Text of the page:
A strong Geomagnetic Storm Watch has been issued for Friday as a result of multiple eruptions from the Sun.

This is due to the Sun nearing Solar Maximum in its 11-year cycle, leading to an increase in Space Weather incidents. The National Oceanic and Atmospheric Administration’s Space Weather Prediction Center (SWPC) stated that on Sunday, at least three coronal mass ejections (CMEs) occurred, expelling plasma clouds from the Sun towards Earth.

In addition to these CMEs, a fourth CME happened on Wednesday, known as a full halo CME, which caused forecasters to upgrade their G2 watch to a G3-level geomagnetic storm watch for Friday. Full halo CMEs disperse solar material in all directions, resembling a halo, and typically result in geomagnetic storms on Earth.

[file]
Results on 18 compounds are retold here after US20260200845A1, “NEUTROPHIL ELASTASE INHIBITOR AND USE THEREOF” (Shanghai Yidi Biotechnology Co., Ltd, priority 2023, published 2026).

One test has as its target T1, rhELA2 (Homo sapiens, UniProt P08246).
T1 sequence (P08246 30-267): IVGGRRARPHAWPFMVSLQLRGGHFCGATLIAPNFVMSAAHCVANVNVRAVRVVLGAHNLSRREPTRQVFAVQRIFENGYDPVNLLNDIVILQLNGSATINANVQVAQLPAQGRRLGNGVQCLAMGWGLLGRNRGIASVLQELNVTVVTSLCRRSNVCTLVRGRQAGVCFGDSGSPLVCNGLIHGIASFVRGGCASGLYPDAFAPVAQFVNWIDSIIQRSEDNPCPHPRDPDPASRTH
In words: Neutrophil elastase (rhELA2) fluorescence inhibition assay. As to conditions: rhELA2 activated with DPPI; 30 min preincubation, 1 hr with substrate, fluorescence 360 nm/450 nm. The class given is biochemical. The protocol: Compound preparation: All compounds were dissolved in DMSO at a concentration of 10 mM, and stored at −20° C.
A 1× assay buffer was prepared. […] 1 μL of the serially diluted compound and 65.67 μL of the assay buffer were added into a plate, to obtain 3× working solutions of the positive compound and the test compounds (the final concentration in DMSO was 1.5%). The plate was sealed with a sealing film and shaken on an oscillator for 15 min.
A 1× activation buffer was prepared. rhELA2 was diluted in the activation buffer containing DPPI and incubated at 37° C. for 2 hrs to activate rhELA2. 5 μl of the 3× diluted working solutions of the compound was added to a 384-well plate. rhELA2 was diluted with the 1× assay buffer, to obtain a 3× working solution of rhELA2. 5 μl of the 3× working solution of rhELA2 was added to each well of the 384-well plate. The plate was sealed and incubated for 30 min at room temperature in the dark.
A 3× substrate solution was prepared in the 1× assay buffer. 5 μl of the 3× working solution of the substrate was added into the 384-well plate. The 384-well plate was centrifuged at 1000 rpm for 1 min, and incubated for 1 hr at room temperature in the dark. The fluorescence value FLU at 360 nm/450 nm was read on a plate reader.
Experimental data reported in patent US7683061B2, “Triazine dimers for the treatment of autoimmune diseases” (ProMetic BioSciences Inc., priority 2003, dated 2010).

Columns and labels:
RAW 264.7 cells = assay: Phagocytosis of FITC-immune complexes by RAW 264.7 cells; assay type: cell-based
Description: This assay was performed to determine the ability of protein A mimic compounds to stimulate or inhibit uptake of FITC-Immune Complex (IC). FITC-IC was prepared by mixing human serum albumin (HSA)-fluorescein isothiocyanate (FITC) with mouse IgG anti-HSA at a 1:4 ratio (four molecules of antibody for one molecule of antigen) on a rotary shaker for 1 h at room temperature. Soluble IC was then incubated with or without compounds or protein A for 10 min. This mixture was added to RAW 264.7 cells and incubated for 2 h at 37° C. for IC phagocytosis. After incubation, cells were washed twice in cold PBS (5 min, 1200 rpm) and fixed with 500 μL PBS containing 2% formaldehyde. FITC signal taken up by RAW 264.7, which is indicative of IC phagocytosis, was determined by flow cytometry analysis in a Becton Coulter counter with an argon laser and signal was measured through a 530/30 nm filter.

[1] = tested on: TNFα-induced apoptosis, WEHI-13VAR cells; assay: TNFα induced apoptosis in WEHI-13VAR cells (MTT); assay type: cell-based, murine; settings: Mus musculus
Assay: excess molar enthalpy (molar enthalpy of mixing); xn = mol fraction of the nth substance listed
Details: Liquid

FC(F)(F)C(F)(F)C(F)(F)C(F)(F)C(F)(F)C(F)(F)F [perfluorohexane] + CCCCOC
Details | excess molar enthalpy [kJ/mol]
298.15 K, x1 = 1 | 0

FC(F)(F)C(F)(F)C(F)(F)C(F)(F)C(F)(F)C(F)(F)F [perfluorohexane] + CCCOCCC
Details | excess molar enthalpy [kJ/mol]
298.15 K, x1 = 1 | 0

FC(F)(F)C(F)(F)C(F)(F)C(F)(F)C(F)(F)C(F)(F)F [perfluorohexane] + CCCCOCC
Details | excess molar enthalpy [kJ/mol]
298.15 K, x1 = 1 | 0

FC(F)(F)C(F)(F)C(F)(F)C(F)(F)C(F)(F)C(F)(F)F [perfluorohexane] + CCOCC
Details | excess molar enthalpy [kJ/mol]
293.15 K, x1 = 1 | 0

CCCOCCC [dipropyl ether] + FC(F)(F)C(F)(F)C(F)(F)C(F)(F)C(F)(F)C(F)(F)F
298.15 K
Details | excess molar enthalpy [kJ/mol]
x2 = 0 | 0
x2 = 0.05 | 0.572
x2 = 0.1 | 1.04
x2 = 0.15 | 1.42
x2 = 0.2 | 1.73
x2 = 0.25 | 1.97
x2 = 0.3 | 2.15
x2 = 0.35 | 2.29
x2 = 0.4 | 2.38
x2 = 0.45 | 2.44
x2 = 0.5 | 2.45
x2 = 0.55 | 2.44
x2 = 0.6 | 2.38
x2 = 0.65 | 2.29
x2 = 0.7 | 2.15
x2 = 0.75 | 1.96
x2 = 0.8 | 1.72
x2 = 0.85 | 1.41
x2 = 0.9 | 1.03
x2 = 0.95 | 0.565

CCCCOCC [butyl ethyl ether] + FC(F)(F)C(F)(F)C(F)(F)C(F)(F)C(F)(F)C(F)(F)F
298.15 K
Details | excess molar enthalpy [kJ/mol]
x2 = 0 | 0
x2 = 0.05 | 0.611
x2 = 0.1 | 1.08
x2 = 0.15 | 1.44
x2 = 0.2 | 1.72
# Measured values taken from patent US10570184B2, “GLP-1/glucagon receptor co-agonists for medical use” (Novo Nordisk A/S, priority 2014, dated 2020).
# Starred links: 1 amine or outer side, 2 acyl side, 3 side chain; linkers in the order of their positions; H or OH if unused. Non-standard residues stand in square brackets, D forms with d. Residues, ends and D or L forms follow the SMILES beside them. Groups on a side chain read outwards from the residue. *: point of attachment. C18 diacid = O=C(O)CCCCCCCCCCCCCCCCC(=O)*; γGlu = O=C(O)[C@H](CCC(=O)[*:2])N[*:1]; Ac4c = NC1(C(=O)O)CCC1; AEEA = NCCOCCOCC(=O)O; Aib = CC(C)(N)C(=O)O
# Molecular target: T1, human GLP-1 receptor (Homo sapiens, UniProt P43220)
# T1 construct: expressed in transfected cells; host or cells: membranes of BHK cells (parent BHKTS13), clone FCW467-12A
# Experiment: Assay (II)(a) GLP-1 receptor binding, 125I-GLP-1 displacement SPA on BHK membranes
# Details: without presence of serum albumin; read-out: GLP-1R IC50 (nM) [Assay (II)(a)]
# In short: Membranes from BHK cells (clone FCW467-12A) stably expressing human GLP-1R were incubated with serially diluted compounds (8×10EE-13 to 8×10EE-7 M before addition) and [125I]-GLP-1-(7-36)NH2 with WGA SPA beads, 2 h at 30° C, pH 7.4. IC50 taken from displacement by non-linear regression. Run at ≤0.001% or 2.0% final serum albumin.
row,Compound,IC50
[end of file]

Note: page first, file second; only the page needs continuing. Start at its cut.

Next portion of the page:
The SWPC stated that this fourth CME’s speed has been amplified by previous CMEs, which have created a pathway through solar wind. Projected to move faster than its predecessors, it is expected to merge with two of three upstream CMEs and is anticipated to reach Earth overnight on November 30 or December 1.

CMEs generally take between 1 and 3 days to reach Earth’s atmosphere. When multiple solar eruptions occur, one event can supersede another, leading to consecutive solar storms.